Examples of Primary Sources at UMass
Includes photographs, films, paintings, and other types of artwork.
Includes books, magazines, newspapers, government documents, non-government reports, literature of all kinds, advertisements, maps, pamphlets, posters, laws, and court decisions.
Location: Five College Catalog
Jeddito 264; a report on the excavation of a Basket Maker III-Pueblo I site in northeastern Arizona - Daifuku, H. (Hiroshi)
Manuscripts and Archival Material
Includes personal letters, diaries, journals, wills, deeds, family Bibles containing family histories, school report cards, and many other sources. Unpublished business records such as correspondence, financial ledgers, information about customers, board meeting minutes, and research and development files also give clues about the past.
Du Bois, W. E. B. (William Edward Burghardt), 1868-1963. Miscegenation, 1936. W. E. B. Du Bois Papers (MS 312).
Location: Special Collections and University Archives, University of Massachusetts Amherst Libraries
Digitized and available on Credo
Primary vs. Secondary Sources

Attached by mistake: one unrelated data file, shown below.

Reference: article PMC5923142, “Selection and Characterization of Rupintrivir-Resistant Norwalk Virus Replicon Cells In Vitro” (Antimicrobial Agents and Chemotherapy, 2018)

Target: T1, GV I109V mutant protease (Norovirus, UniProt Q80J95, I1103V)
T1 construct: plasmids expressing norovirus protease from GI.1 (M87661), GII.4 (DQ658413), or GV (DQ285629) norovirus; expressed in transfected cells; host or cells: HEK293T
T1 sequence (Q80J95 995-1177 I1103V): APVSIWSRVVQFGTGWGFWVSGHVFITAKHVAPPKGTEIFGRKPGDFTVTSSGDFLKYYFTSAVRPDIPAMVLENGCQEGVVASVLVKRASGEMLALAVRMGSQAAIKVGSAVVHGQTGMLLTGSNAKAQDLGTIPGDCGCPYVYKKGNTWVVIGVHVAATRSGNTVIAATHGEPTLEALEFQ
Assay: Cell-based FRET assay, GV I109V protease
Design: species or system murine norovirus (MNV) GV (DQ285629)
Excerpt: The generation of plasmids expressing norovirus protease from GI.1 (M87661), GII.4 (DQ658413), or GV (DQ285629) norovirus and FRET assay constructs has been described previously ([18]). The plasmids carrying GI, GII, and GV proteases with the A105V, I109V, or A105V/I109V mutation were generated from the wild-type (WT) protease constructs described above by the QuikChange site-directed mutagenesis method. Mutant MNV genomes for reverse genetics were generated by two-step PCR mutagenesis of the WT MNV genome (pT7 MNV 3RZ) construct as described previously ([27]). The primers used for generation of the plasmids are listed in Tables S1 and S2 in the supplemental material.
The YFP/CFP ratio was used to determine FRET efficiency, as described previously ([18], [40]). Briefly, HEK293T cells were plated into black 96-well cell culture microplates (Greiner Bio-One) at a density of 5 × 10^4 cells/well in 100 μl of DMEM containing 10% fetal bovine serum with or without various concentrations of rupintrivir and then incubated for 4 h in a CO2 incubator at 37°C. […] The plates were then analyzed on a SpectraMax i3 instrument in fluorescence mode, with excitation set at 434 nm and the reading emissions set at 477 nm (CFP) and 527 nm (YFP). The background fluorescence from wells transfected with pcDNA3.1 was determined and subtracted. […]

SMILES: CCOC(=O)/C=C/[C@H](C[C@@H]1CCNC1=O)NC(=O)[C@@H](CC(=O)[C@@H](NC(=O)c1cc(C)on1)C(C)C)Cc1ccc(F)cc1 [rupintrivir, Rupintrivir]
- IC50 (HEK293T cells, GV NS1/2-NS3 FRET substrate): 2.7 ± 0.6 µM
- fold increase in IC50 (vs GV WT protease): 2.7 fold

What is a Primary Source?
- Materials created during the time period being studied
- News articles, diaries
- Materials created at a later date by a participant in the events being studied
- Memoirs, interviews
Why use Primary Sources?
Primary sources reflect the individual viewpoint of a participant or observer, enabling the researcher to get as close as possible to what actually happened during a historical event or time period.
What is a Secondary Source?
- Materials that interpert or analyze historical events or phenomena
- Generally at least one step removed from events in question
- Often based on primary sources
- Scholarly or populary books and/or articles, reference book, textbooks
Why use Secondary Sources?
Secondary sources can provide framing and background information, which can help you evaluate and contextualize primary sources.
Primary Sources in Print
Research and Liaison Services
W.E.B. Du Bois Library
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